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The Igbo-Ukwu museum is in Ngo village, Igbo-Ukwu, Anambara state. The town, Igbo-Ukwu is of great historical and cultural significance in Igbo land as it is notable for bronze artifacts from a very sophisticated bronze metal-working culture centuries before other known bronzes of the region. It is in recognition of this that the Federal Government in Nigeria granted approval for the hosting of an annual National New Yam Festival in Igbo- Ukwu to promote the culture and tradition of Ndigbo and new yam festival. The festival takes place at National Yam House built by the Federal Government in Igbo- Ukwu since 2005. The Igbo-Ukwu bronze treasures were accidentally discovered by a worker who was hired to dig a cistern by Mr. Isaiah Anozie during dry season in 1939 . Subsequent archaeological excavations of the area led by Professor Thurstan Shaw led to the discovery of other sites , making a total of three sites: Igbo Isaiah (a shrine), Igbo Richard (a burial chamber), and Igbo Jonah (a cache). Among the recovered object include a ritual Pottery Vessel,Scabbard, Pendant with rams head, Human face with scarification, Bronze bowl and a pear – shaped bowl. While some of these artefact have been exported and some lost, the Museum plays a significant role in preserve the remaining Igbo ukwu pieces, indigenous productions, which are vital in discerning the ancient history of not only Igbos, but of the human existence within ancient Africa. lgbo-Ukwu Museum has remained an attraction to tourists mostly because of its bronze artifacts. It is great place to visit as the bronze pieces are a sight to behold.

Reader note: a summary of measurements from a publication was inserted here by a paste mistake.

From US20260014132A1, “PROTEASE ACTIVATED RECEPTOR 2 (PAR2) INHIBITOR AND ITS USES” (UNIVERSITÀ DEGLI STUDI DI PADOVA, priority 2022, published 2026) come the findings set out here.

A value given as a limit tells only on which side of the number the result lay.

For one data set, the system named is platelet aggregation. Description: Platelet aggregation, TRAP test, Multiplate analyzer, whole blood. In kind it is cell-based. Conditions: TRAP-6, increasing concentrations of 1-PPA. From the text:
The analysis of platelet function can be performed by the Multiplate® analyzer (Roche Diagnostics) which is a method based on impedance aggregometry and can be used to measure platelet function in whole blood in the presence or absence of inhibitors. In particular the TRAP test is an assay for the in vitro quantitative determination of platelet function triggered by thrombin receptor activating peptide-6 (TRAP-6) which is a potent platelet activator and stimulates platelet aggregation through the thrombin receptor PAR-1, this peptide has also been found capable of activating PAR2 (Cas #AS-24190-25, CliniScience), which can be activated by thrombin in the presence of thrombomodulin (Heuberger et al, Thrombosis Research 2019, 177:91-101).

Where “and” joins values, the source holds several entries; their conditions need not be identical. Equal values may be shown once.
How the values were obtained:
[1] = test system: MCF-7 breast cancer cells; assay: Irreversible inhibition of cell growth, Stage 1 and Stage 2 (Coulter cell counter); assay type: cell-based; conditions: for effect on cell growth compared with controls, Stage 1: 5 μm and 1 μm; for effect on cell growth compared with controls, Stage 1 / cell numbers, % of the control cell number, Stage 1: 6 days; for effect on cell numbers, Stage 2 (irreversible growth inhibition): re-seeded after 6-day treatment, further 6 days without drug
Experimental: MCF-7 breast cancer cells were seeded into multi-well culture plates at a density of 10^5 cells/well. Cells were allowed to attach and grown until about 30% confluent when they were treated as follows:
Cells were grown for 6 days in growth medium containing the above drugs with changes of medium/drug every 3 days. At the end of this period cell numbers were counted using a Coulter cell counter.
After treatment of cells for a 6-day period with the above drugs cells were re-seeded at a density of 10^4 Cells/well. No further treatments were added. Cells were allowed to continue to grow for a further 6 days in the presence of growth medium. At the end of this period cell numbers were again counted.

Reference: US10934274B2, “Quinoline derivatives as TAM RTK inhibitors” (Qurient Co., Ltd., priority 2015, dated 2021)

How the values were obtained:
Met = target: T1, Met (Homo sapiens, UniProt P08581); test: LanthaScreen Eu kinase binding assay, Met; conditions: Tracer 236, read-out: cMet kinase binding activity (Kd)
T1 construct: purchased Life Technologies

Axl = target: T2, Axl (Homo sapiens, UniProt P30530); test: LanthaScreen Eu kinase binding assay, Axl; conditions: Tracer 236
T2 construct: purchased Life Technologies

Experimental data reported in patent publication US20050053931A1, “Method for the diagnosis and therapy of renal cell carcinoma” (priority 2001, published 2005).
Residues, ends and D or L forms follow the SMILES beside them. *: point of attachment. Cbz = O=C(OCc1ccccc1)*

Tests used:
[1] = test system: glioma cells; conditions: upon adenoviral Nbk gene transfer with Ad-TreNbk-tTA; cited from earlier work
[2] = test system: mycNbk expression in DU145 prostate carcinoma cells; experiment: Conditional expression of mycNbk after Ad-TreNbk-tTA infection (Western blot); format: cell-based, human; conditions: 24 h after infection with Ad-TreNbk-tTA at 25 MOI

The Long JuJu Shrine of Arochukwu